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Medical Units of 2 NZEF in Middle East and Italy

In the Peneios Gorge

In the Peneios Gorge

On 16 April the enemy's furious assaults on the tiny force at Platamon reached a climax. A heavy tank and infantry attack drove 21 Battalion back to the historic Vale of Tempe, in the narrow Peneios Gorge, ten miles to the rear.

When Col Kenrick received word that 21 Battalion had been thrown back, he arranged for four ambulance cars to go immediately to the Peneios Gorge and for medical officers and orderlies to be sent from 6 Field Ambulance at dawn to the western end of the gorge to treat and bring back casualties. For this task Lt Sutherland5 was put in charge of an advanced dressing station detachment of 25 men from B Company and two ambulance cars. When they reached the neighbourhood of Rapsane they were unable to set up a dressing station, so the detachment remained on wheels and treated wounded in the ambulances. That night was spent under the artillery hill positions with shells from the opposing forces whining overhead. In the early hours of the morning the men packed up ready to move back, but there was a delay as it was necessary to await the return of Lt Sutherland, who had gone forward for information.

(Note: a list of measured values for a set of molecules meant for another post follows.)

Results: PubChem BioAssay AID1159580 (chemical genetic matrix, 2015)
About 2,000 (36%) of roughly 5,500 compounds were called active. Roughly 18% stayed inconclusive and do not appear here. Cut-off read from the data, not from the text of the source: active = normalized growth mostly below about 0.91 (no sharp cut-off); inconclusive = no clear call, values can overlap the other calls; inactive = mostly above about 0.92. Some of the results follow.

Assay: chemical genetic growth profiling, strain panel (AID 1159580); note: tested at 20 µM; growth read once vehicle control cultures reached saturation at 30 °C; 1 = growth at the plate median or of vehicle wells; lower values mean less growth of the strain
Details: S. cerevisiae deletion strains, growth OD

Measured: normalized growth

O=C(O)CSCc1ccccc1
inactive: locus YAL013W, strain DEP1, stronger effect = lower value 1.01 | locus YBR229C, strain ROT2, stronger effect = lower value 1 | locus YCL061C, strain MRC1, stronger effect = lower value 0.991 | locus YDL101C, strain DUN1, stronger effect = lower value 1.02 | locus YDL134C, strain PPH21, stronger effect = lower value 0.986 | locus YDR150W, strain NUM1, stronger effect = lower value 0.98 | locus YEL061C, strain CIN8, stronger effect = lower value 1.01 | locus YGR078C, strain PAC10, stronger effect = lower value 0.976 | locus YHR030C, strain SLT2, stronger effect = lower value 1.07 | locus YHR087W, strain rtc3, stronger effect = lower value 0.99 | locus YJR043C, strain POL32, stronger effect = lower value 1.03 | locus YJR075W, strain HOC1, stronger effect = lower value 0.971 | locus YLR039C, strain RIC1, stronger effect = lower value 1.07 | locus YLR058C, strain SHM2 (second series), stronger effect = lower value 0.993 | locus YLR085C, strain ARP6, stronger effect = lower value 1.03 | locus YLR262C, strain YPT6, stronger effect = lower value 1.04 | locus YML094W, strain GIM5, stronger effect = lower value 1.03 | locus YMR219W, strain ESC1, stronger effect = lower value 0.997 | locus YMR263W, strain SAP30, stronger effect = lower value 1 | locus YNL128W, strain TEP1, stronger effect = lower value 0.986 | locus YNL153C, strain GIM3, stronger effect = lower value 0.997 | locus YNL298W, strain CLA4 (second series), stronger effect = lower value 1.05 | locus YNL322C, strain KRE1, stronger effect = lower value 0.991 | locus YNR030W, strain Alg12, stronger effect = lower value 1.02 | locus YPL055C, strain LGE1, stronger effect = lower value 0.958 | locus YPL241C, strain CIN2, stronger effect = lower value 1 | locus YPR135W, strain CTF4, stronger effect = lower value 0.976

Then, into the little valley where the party waited, came enemy aircraft in force. With a deafening roar of engines and a piercing scream of sirens, the dive-bombers swept into the attack, their machine guns spattering the ground with a deadly hail. In those terrifying moments of fear bordering on panic it seemed that no one could escape, yet no one was hurt. Meanwhile, by sheer weight page 85 of men and metal, the enemy was scattering the New Zealanders and their Australian reinforcements in the Peneios Gorge. Lt Sutherland returned to his detachment with the startling news that the Germans were almost on top of them. The men piled into their vehicles and were away in a few minutes, but they had gone only a few hundred yards when enemy aircraft again attacked them. Scattering to the roadsides, the ambulance men found themselves amongst grim-faced infantry with fixed bayonets. Returning to the vehicles with a number of wounded, they lost no time in getting under way again, and, with only one unit casualty, they ran the gauntlet of further bombing, strafing, and shelling to rejoin their unit.

5 Maj A. W. Sutherland, m.i.d. (2); born NZ, 21 Dec 1915; House Surgeon, Dunedin Hospital; Medical Officer 6 Fd Amb Oct 1940-Sep 1941; 24 Bn Sep 1941-Jul 1942; 3 Gen Hosp Jan 1943-Dec 1944.